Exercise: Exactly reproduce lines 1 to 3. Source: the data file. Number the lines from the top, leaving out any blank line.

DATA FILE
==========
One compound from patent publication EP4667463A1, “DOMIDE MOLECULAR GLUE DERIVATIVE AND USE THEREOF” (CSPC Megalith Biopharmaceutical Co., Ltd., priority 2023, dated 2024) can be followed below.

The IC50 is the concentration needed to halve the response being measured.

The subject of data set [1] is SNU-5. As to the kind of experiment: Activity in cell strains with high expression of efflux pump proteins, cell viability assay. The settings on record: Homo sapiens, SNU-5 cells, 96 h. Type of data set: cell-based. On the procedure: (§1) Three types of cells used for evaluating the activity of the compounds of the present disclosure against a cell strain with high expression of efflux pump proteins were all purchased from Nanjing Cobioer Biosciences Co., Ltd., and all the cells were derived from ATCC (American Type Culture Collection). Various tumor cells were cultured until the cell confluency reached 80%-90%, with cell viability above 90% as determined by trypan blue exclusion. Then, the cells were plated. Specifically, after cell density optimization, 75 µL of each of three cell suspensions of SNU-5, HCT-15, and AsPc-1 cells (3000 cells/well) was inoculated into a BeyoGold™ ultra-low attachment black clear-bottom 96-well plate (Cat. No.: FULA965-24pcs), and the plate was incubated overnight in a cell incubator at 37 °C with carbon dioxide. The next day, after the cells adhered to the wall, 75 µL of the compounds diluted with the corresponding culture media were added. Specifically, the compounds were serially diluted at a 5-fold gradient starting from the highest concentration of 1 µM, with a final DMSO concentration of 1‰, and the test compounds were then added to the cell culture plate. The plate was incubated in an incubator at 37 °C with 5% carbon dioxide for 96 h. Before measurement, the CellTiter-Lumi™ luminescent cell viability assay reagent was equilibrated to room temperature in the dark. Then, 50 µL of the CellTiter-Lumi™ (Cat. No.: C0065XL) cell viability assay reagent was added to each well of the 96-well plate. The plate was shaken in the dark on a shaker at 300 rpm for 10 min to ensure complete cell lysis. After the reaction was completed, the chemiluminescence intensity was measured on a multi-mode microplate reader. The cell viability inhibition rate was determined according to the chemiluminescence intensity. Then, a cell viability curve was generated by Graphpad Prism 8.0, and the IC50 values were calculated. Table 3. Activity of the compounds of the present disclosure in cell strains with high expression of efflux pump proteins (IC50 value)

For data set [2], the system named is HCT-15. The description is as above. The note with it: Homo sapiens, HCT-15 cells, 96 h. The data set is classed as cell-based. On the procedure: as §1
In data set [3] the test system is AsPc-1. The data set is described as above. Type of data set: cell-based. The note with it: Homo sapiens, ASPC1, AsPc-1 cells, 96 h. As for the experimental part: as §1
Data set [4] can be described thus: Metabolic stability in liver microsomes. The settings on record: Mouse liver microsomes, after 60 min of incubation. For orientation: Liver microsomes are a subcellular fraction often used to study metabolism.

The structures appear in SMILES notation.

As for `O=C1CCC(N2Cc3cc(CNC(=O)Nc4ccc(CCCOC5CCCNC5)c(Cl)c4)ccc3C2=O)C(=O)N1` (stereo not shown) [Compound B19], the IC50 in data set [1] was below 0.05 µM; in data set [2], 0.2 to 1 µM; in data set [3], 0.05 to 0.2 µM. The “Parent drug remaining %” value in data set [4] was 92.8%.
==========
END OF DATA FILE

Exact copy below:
One compound from patent publication EP4667463A1, “DOMIDE MOLECULAR GLUE DERIVATIVE AND USE THEREOF” (CSPC Megalith Biopharmaceutical Co., Ltd., priority 2023, dated 2024) can be followed below.

The IC50 is the concentration needed to halve the response being measured.

The subject of data set [1] is SNU-5. As to the kind of experiment: Activity in cell strains with high expression of efflux pump proteins, cell viability assay. The settings on record: Homo sapiens, SNU-5 cells, 96 h. Type of data set: cell-based. On the procedure: (§1) Three types of cells used for evaluating the activity of the compounds of the present disclosure against a cell strain with high expression of efflux pump proteins were all purchased from Nanjing Cobioer Biosciences Co., Ltd., and all the cells were derived from ATCC (American Type Culture Collection). Various tumor cells were cultured until the cell confluency reached 80%-90%, with cell viability above 90% as determined by trypan blue exclusion. Then, the cells were plated. Specifically, after cell density optimization, 75 µL of each of three cell suspensions of SNU-5, HCT-15, and AsPc-1 cells (3000 cells/well) was inoculated into a BeyoGold™ ultra-low attachment black clear-bottom 96-well plate (Cat. No.: FULA965-24pcs), and the plate was incubated overnight in a cell incubator at 37 °C with carbon dioxide. The next day, after the cells adhered to the wall, 75 µL of the compounds diluted with the corresponding culture media were added. Specifically, the compounds were serially diluted at a 5-fold gradient starting from the highest concentration of 1 µM, with a final DMSO concentration of 1‰, and the test compounds were then added to the cell culture plate. The plate was incubated in an incubator at 37 °C with 5% carbon dioxide for 96 h. Before measurement, the CellTiter-Lumi™ luminescent cell viability assay reagent was equilibrated to room temperature in the dark. Then, 50 µL of the CellTiter-Lumi™ (Cat. No.: C0065XL) cell viability assay reagent was added to each well of the 96-well plate. The plate was shaken in the dark on a shaker at 300 rpm for 10 min to ensure complete cell lysis. After the reaction was completed, the chemiluminescence intensity was measured on a multi-mode microplate reader. The cell viability inhibition rate was determined according to the chemiluminescence intensity. Then, a cell viability curve was generated by Graphpad Prism 8.0, and the IC50 values were calculated. Table 3. Activity of the compounds of the present disclosure in cell strains with high expression of efflux pump proteins (IC50 value)